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Hoisington aggressively pursuing solution to city blight
new kl blightn
The city of Hoisington is seeking bids to demolish on this property on West Third St. In the past year, the city has stepped up efforts to have community properties cleaned up.


HOISINGTON — Since last April, the city of Hoisington has torn down two blighted houses, is accepting bids for the tear down of three more, and the police department has issued 70 property improvement requests for junked vehicles, all in an effort to reduce city blight.

In addition, the city is currently working with eight or nine homeowners and one garage owner to determine if the situation can be resolved without the city tearing them down.

Two downtown properties have also been deemed unsafe or unfit. Don Doerschlag, city code enforcement officer, said that the old barber shop was deemed unfit, but the city purchased it, and is repairing for use by the new business that is coming to town, Kindscher’s Mule Barn. Another property, the Office, has been deemed unfit or unsafe.

"The response has been positive," said Doerschlag. "People will come and say, "I’m glad you’ve taken care of that.""

The program has been so successful that Doerschlag’s hours are being doubled to 20 hours per week in January.

The process of establishing that a property is dangerous and unsafe is a long drawn-out process, explained Doerschlag. Numerous hearings, letters and inspections of the property are done.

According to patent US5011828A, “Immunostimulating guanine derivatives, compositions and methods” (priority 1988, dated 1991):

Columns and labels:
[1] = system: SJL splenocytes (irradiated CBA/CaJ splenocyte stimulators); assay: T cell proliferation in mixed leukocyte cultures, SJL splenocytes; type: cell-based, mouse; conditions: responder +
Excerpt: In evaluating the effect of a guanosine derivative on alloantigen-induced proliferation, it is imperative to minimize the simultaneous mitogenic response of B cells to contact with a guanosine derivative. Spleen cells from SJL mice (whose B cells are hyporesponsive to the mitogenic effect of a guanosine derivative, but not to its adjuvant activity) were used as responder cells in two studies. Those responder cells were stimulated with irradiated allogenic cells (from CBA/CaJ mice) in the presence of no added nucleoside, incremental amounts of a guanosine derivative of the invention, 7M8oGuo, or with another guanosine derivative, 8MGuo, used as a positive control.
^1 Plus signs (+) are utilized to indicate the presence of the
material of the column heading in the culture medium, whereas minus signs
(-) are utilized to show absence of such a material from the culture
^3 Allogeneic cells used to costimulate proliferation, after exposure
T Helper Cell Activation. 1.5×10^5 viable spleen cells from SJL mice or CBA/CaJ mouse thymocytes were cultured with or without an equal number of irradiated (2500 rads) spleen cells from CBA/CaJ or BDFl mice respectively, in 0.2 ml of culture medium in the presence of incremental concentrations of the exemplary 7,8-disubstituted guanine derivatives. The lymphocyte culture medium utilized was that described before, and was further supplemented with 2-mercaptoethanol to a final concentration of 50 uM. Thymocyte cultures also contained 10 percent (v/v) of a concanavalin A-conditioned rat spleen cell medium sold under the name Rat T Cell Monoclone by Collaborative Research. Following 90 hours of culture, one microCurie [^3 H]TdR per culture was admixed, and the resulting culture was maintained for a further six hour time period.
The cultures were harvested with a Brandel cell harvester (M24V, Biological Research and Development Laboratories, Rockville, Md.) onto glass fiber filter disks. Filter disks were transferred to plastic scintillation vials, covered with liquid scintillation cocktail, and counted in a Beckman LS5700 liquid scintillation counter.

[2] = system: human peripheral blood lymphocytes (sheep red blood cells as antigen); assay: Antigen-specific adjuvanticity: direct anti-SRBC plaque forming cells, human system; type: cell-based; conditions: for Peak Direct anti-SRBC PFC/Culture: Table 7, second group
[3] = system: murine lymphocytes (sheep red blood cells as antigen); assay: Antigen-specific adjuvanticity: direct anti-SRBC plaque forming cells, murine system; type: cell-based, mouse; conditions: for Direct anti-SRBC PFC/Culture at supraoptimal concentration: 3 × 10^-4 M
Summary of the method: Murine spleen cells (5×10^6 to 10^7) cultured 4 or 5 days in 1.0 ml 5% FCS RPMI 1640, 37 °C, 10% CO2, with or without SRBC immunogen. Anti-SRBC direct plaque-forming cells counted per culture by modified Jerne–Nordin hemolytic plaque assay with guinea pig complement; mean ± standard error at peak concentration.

"The goal is to get people to take care of their stuff," he said, "so we can have a better more enjoyable town.

And a lot of people have complied on their own, said Jonathan Mitchell, city manager. "The neighbors are grateful.

"We are doing more than in years past," said Mitchell. "We’ve got a lot of work left to do."

"Ideally, we work with the property owner to correct it themselves," he said.

"We felt our community was much more prosperous than it appears," said Mitchell as. "Some people don’t take care of their property. It is prevalent throughout the state."

So, the decision was made by the city to actively pursue blight.

It’s an opportunity to make Hoisington look more attractive to business prospects and also for individuals looking to relocate families.

Homeowners aren’t off scot-free. If the city demolishes a building, they will send a bill to the property owner, Mitchell said. If the bill is not paid in 30 days, the fee will be assessed through property taxes.